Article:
Working conditions for garment workers were already under distress pre-COVID. The pandemic has worsened the situation with wage thefts across Asian garment factories rising, says a new report by the Asia Floor Wage Alliance (AFWA). The report states, predatory purchasing practices adopted by brands during the pandemic has forced many suppliers to lower production costs besides accepting unstable offers and delayed payments. Around l 2,185 employees employed in 189 factories in six countries including Sri Lanka, Pakistan, Indonesia, India, Cambodia and Bangladesh, have faced wage thefts during the period.
Bangladesh sees 60 per cent wage drop
As per a MDS report, world’s second largest garment producer, Bangladesh is one of the most affected countries by the pandemic. Bangladesh generates almost 11 per cent of its GDP from the fashion industry and employs 4.4 million workers. The country reported a 60 per cent decline in minimum wages last year due to the pandemic. The laid off workers had to rely on debts to satisfy their basic needs such as food, housing or health services. Around 28 per cent these workers were unable to find any other jobs. They have also not received any financial relief from the government.
Bangladesh has also not renewed its Agreement on Fire and Building Safety, which expired this year. This is compelling workers to work with bare minimum wages and in unsafe working conditions.
High job loss in India
With a worker base of 45 million direct and 60 million indirect employees in the textile and garment industry, India suffered one of the largest lockdowns imposed. This led to a 73 per cent decline in workers’ wages with companies failing to pay $29.67 million in wages and $5.3 million in bonuses. Around 88 per cent workers in the industry have lost their jobs.
Wage gap in Cambodia widens
Value chain disruptions in China and reduced consumption in the US and EU led to 72 per cent Cambodian garment workers losing their jobs. Some also faced wage cuts or temporary wage suspensions. Wage gap between male and female workers widened to 21 per cent by the end of the year from 12 per cent before the pandemic.
Pakistan workers see wage cuts
Workers’ wages in Pakistan declined 29 per cent in 2020. The country also laid off 81 per cent garment workers during the year. Workers, who succeeded in retaining their jobs, faced 5 per cent decline in monthly wages. Factories failed to pay $85.08 million in wages due to order cancellations and failed payments by brands. Most women garment workers were forced to take up extremely poorly paid jobs that roughly provided $2-3 per day. Others had to work for longer hours and also faced increased verbal and mental harassment.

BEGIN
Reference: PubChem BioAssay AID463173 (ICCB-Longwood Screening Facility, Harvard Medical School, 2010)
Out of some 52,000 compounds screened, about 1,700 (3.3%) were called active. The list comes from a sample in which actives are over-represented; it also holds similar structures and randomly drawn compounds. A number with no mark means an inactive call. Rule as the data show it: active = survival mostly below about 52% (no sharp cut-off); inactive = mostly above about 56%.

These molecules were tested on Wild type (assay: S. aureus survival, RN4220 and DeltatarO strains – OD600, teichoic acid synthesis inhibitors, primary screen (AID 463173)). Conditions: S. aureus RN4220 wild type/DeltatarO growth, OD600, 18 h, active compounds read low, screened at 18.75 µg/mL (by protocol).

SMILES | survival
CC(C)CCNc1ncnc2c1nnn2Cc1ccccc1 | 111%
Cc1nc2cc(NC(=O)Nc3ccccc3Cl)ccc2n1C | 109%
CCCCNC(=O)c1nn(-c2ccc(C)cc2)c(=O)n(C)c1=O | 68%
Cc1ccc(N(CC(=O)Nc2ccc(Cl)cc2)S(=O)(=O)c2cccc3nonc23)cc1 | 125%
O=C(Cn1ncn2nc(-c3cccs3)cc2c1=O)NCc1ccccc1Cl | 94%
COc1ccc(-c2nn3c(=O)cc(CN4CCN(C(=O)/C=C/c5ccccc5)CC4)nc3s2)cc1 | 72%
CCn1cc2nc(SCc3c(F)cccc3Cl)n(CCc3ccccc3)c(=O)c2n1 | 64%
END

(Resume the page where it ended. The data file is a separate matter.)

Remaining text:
No aid for COVID-positive workers in Sri Lanka
Since the outbreak, Sri Lanka has fired almost 96 per cent its garment workers. Of this, 85 per cent have not received any compensation from the government leading to 78 per cent of them falling below the poverty line between March and May 2020. Workers’ debts in the country rose from $6 a month per employee before the pandemic to $17 month in April this year. Around 94 per cent workers were paid 23 per cent less wages between March and December 2020 than in January and February 2020
COVID-19 outbreak also deteriorated the working conditions of Sri Lanka’s garment factory employees. Over thousand employees at the Brandix Lanka factory in Minuwangoda, who, tested COVID positive in October, faced physical violence and mistreatment from the government and the military.
Indonesia workers seek debts to cover basic needs
Order cancellations and raw material shortage led to loss of jobs for 72 per cent of Indonesia’s garment workers. Around 81,633 workers stopped earning $20.02 million in wages leading to 70 per cent of them getting into debt to cover basic needs. The garment labor sector is yet to recover from the pandemic effect. Though, 95 per cent laborers in the industry have received government assistance, they are still struggling to meet their basic needs, says the AFWA report.